Multiple Exoduses from Egypt?

Last week I linked to Bryant Wood’s article on new evidence for Israel’s existence in 1400 BC.

According to three European scholars, an inscription mentions Israel several hundred years earlier than the Merneptah Stele.

There are several ways to respond to this proposal. James Hoffmeier, an advocate of the late-date exodus (1230 BC), says that the inscription should not be read as Israel and thus is irrelevant to the question of the exodus.

In an article published in the January/February 2012 issue of Biblical Archaeology Review (HT: G. M. Grena and Shmuel Browns), Hershel Shanks summarizes the recent studies and concludes with a discussion about multiple departures from Egypt by Israelite tribes at different times. Earlier advocates of such include Albrecht Alt, Yohanan Aharoni, and Abraham Malamat.

Such an approach is wrong-headed, I believe. In the first place, it can only be reconciled with the biblical account by considering the latter to be only an elaborate and glorious myth created hundreds of years later (and peppered liberally with shameful acts of those who devised the myth). Second, such an approach replaces one exodus for which there is no record in Egyptian sources with many exoduses for which there are no record in Egyptian sources.

A better approach is to take a step back and reconsider the issue afresh. The reason why scholars argued for a 13th century BC date for the exodus/conquest in the first place was because of an apparent lack of evidence for Israel in Canaan at an earlier time. The Merneptah Stele, paired with the appearance of hundreds of agricultural villages in the 12th century, has been considered to provide evidence for the earliest Israelites. This evidence does not, however, tell us anything about Israel’s entrance into the land. It tells us only when Israel was already in the land (and defeated by Egypt).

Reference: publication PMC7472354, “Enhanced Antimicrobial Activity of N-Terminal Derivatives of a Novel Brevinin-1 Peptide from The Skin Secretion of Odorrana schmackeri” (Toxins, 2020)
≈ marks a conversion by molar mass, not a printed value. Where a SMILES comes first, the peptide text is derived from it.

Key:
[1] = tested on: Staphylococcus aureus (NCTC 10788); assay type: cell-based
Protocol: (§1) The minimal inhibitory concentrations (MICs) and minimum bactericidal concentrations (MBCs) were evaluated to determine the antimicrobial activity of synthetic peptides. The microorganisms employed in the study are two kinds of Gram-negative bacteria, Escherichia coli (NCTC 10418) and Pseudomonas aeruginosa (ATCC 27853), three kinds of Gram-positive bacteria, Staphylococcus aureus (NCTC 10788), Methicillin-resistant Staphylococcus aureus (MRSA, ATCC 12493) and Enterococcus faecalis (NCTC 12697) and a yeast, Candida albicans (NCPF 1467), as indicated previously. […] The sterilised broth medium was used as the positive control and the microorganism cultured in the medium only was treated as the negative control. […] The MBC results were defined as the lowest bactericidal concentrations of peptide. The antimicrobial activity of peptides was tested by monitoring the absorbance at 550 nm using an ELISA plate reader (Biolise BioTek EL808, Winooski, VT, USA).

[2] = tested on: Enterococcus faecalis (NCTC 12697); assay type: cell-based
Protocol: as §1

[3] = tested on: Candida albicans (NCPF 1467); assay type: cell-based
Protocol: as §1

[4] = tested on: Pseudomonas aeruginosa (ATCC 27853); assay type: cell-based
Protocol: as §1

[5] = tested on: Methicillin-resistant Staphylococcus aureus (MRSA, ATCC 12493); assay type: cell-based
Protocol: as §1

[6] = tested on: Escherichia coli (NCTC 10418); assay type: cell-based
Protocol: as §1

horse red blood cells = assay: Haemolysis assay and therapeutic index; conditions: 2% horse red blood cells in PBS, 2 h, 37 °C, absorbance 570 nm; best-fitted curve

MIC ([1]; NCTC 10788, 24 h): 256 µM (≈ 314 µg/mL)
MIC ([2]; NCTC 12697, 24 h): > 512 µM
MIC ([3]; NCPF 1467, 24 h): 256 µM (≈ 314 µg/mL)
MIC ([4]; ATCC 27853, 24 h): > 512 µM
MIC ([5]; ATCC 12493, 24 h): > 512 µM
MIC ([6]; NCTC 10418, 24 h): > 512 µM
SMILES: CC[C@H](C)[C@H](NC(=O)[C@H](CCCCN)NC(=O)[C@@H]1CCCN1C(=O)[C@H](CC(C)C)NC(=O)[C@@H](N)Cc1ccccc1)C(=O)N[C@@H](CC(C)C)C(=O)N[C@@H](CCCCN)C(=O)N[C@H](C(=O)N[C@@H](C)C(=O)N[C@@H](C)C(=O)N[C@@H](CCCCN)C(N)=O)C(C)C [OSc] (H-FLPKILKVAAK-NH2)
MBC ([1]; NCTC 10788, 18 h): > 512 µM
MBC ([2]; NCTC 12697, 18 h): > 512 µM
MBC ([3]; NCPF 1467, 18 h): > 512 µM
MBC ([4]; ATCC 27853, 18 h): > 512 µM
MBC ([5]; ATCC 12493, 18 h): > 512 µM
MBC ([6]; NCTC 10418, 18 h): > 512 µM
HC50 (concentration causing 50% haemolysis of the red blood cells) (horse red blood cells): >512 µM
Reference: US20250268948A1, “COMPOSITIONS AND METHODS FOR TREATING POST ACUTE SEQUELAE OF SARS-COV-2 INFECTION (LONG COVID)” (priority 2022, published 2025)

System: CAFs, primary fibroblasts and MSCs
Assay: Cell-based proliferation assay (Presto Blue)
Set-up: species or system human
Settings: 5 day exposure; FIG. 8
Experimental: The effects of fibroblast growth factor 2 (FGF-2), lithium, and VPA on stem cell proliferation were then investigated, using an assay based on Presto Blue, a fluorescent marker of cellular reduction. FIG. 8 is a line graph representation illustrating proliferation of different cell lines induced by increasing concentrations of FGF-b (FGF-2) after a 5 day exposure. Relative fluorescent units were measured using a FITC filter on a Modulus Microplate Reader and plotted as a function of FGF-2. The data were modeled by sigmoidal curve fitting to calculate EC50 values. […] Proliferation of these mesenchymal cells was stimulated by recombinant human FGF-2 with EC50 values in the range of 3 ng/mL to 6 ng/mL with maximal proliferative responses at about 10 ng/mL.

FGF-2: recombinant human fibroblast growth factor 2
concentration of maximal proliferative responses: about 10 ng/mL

Last year I showed how the Merneptah Stele gives evidence for Israel’s invisible (to archaeologists) presence in the land of Canaan for some time before they settled down in the hill country villages.

The recently published inscription, if the reading of Israel is accurate, provides even earlier evidence for the nation’s existence. As with the Merneptah Stele it does not tell us anything about the exodus or the conquest. To theorize that there were multiple exoduses when these inscriptions provide evidence for none is the wrong course indeed.

The best historical reconstruction takes into account all of the evidence. Israel fled from Egypt in about 1450 BC. They arrived in Israel in about 1400 BC. They continued their pastoral way of life that they were used to from the time of the patriarchs, their time in Egypt, and their time in the wilderness. This lifestyle left relatively little discernible and distinctive archaeological evidence from 1400-1200 BC. Some factors (weather?, political turmoil?, invasions?) forced the Israelite tribes to settle down at the beginning of what archaeologists call the Iron Age. This corresponds well with the record in the book of Judges in which the first indication of a settled existence is mentioned in the time of Gideon, who led the nation in about 1200.

Merneptah Stele, tb110900398

Merneptah Stele

9 thoughts on “Multiple Exoduses from Egypt?

  1. I do think some creative thinking needs be done regarding the Exodus. I realize that God is able to do whatever God wants, but the idea of two million people, their animals, and their possessions traveling together anywhere for 40 years is pretty hard to make work. That’s like having twice the population of the city of Dallas on the road, living off the land, camping at the base of a mountain.

    I think many Biblical scholars assume that there were people in Canaan who assimilated into Hebrew society after the conquest. It’s not hard to imagine that some Hebrews left Egypt during the expulsion of the Hyksos and may have established towns in Canaan. These people would easily assimilate with the Israelites from the main Exodus event.